A peculiarly regressive politics is holding Assam hostage, a politics which obfuscates and indulges in doublespeak. Since it refuses to take a clear, unequivocal stand on major issues, it offers no vision of progress that the people can believe in. This is making political discourse in the State poorer, with Assembly elections barely a year away. And all the major political parties are equally guilty for this sorry state of affairs. The ruling Congress already seems to have cast a pall with a clearly defensive strategy to cling to power by hook or crook. This has come out clearly in Tarun Gogoi’s ministry reshuffle exercise, which had political expediency written all over it. With the Congress High Command itself on the backfoot after the party’s electoral reverses and Rahul Gandhi taking a mysterious sabbatical, the duo of Anjan Dutta and Tarun Gogoi are having a free run. The writing on the wall is that there will be no respite from the politics of negativity, administrative drift, public corruption, as well as lack of transparency and accountability bedeviling the State. Its people want an end to all this, they desperately seek change — which is happening in some other parts of the country. But the picture turns dismal here when other political altertives are put under the searchlight. For other political parties too seem to be afflicted by the disease plaguing the Congress.
Take the BJP, for instance. In the tiol scene, the saffron party set the agenda in the second half of year 2013 itself. Taking the bull by the horns, it decided to fight the general elections under rendra Modi. Instead of being saddled with a divisive figure as Modi was accused to be, the BJP played him as a trump card to come back to power in spectacular fashion. It has also taken the trouble to clearly enunciate its positions on key issues, helping voters make up their minds. That trend has been continued with Modi’s penchant for speaking his mind. If Aruchal Pradesh was called a potential ‘powerhouse’ of the country in the Vajpayee regime, Prime Minister Modi reiterated that position when he visited the frontier state recently. When he spoke of the need to exploit its vast hydropower potential, he made it clear where he stands on the mega dam issue. And it is well known that diplomacy in the South Asian neighbourhood figures highly in Modi’s scheme of things, after he invited SAARC leaders to his swearing in. But what does Assam BJP do when questioned about mega dams or the land deal with Bangladesh? It acts coy and evasive or speaks in contradictory voices. And when the BJP’s vision document for Delhi labeled the Northeast people as ‘immigrants and migrants’, its Assam unit looked the other way in deep embarrassment.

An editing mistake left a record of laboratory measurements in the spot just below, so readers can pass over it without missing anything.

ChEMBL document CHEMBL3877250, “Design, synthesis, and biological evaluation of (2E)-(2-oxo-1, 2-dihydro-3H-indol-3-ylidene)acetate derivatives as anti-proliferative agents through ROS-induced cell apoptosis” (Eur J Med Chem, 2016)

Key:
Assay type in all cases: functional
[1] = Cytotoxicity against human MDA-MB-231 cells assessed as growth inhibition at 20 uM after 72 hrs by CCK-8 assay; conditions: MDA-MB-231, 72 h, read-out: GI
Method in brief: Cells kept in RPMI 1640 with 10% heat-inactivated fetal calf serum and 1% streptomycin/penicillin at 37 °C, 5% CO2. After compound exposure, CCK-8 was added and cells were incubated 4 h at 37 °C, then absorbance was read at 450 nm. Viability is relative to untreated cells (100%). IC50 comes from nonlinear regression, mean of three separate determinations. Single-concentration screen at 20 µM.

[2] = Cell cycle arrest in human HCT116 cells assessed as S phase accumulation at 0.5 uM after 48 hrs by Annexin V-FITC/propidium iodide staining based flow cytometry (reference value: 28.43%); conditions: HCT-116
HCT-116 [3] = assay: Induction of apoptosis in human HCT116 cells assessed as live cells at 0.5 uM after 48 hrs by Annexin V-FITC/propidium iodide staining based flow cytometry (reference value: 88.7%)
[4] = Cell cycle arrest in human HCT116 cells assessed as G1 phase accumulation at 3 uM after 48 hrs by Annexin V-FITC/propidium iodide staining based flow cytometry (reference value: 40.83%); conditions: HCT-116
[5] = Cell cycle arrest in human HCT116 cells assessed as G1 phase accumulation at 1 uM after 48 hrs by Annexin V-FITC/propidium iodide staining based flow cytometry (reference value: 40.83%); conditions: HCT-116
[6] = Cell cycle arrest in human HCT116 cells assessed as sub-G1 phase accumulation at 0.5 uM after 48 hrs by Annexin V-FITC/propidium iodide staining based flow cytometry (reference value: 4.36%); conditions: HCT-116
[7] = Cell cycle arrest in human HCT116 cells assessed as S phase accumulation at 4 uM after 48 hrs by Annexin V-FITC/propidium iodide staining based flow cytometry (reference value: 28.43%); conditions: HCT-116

Even the intense speculation about Congress leader Himanta Biswa Sarma joining the BJP ties the party up into knots. State BJP president Siddhartha Bhattacharyya first said that he has no objections to ‘anyone wishing to join the party, if he believes in its ideals’. Taking his cue, party leaders like Rajen Gohain and Prasanta Phukan went so far as to enthuse that Sarma’s induction will pave the way for Assam BJP to meet its ‘Mission 84’ target in the 2016 Assembly elections. So when the State BJP president later dismisses this as hypothetical, that he has ‘no views of his own about the matter’ — it merely heightens the confusion. So can the people of the State think seriously about a third altertive, as the denizens of Delhi have done so resoundingly? Sadly, the prospects seem hardly encouraging about another party in the State posing a credible challenge to the Congress and the BJP soon. The AGP continues to meander in political wilderness, despite seeking to find its way out by involving thinkers and prominent citizens. Its revamped leadership speaks about bringing change, but the dichotomy between its ideals and its leaders’ actions do not inspire confidence. As for KMSS leader Akhil Gogoi who threatens to do in Assam what the AAP did in Delhi, the problem is again his shifting stance on issues. If he campaigned for the BJP and other parties against the Congress in 2014, he is now hobnobbing with the AIUDF even as the AGP talks about supporting the KMSS in a ‘Third Front’. Politics in Assam thus continues to be a treacherous quicksand, leaving voters clutching desperately for credible altertives.